[31] For example, a decrease in tidal prism determines a reduction of channel cross-sectional areas and network contraction through channel head retreat. Conversely the effect of an increase in tidal prism, must be that of expanding channel cross-sectional areas and promoting channel network incision [e.g., Allen, 2000; D'Alpaos et al., 2006, 2007a]. Equation (1) allows one to estimate variations in cross-sectional areas, once the changed tidal prism has been properly computed, and defines the way in which the cross-sectional geometry evolves. Indeed, according to the theoretical analysis recalled in Appendix A, when α = 6/7 the proportionality coefficient k weakly depends on channel width (kB1/7). Hence, as a first approximation one could reasonably assume a constant value of k, as shown in the inset of Figure 8. Whether or not a decline (increase) in channel cross-sectional area should correspondingly reduce (increase) either channel width or depth or both, requires a proper description of bank erosion processes, and needs further research. Furthermore, the results obtained by using the hydrodynamic information provided by either the simplified model [Rinaldo et al., 1999a, 1999b] or the numerical solution of the complete set of shallow water equations [D'Alpaos and Defina, 2007], shows remarkable similarity. This indicates that the former model, although simplified and in principle suitable only to relatively short tidal basins [see, e.g., Marani et al., 2003], can be properly used for analyzing long-term evolutionary scenarios with a reasonable computational effort.

[32] One wonders why such an equilibrium is almost inevitably observed. The data analyzed by Jarrett [1976] indicate a common behavior of tidal inlets in which the littoral drift plays a negligible role, that is, when the gorge section tends to be sheltered. Following this suggestion, Friedrichs [1995] considered several sheltered sections in tidal systems, finding that indeed a relationship holds between the cross-sectional area and the peak tidal discharge surrogating the tidal prism. In particular, the upper bound of the cross-sectional area is predicted by assuming, as a lower bound on the stability shear stress, the critical grain shear stress for sediment motion. Lanzoni and Seminara [2002] confirmed this result by solving numerically the 1-D de Saint Venant and Exner equations for the ideal case of a frictionally dominated tidal channel, with negligible intertidal storage of water in tidal flats and salt marshes. In the absence of a net import of sediment either from the sea or from the landward boundary, the equilibrium of a tidal channel is attained when the evolution of the bed profile has reached a condition such that the net sediment flux in a tidal cycle vanishes everywhere in the channel. A direct consequence of this condition is that the minimum cross-sectional area is related to the tidal prism by a relationship of the form (1). The break in the power law characterizing the smaller cross-sectional areas is related to the significant modifications induced on sediment transport dynamics by wetting and drying processes acting in the inner channel portion characterized by small sections. One may speculate that, in analogy with fluvial morphologies, the bulk of the erosional or depositional adaptation is indeed very rapid, thus confining to noise the departure from the asymptotic regime [Rinaldo et al., 1993].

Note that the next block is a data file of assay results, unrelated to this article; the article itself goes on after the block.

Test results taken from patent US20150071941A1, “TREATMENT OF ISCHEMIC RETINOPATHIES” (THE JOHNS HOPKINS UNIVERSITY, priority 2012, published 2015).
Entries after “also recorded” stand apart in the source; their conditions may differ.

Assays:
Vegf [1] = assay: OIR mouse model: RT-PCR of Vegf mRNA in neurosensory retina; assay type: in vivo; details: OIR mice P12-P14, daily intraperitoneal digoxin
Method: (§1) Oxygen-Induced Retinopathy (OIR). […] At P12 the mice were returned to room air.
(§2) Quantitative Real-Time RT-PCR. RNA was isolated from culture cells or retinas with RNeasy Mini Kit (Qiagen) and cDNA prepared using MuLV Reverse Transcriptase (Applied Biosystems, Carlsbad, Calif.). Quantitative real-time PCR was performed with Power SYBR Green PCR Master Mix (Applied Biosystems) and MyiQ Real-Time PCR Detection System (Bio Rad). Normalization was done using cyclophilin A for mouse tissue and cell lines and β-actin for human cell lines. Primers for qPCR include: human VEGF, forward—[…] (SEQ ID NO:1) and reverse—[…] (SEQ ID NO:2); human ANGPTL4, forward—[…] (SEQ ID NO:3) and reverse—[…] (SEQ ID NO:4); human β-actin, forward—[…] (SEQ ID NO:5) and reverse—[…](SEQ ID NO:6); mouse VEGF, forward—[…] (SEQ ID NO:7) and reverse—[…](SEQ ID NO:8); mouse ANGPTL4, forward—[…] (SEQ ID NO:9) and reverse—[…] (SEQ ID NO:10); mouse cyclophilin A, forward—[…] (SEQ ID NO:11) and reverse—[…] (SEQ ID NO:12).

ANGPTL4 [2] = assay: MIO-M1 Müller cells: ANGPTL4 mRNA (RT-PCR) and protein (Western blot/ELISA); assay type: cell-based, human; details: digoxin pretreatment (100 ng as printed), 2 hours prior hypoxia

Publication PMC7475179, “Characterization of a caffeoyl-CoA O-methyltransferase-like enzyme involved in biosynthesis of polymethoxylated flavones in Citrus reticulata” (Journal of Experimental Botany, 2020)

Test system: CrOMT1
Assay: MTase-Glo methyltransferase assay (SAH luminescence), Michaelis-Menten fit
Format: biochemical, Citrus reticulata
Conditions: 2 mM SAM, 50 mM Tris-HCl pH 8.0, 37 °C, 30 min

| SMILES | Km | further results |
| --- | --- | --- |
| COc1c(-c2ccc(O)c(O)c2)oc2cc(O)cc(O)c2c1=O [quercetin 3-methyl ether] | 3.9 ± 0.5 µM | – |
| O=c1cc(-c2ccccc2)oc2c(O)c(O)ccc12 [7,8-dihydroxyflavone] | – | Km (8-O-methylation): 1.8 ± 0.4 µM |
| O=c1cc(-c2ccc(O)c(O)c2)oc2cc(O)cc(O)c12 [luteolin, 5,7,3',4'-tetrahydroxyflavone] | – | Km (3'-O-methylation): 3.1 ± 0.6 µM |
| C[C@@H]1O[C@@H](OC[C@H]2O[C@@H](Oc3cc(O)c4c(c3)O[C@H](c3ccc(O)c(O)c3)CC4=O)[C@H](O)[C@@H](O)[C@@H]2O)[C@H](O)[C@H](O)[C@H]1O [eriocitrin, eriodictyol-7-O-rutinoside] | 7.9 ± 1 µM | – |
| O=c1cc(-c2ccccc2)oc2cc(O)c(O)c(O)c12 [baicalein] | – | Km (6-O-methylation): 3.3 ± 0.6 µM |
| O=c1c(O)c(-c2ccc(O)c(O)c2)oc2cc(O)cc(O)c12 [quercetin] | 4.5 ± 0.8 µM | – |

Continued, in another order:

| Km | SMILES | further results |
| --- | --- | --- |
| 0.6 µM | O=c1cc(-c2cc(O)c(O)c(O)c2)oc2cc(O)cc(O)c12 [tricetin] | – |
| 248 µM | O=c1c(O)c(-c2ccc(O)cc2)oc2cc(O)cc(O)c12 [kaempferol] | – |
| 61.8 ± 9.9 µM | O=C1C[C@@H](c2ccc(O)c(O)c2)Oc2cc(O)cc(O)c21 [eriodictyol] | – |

[33] Our analysis shows that this central tendency is valid also for tidal channels endowed with significant intertidal storages where significant fractions of tidal prisms are stored in salt marshes. The central tendency for any channel network to adjust to the tidal prism is supported strictly only for relatively large and deep cross sections, where data are deemed accurate. However, small channels permanently submerged are likely to follow the same tendency, although current data are not accurate enough to prove it on a large scale. We note, however, that the main morphodynamic and hydrodynamic features of whole tidal landscapes are controlled by the larger channels. We also observe that a departure from (1) is to be expected when the channel bed tends to dry up at low tidal elevations, as typically the case for the smaller creeks roughly corresponding to the first-order streams of tidal networks.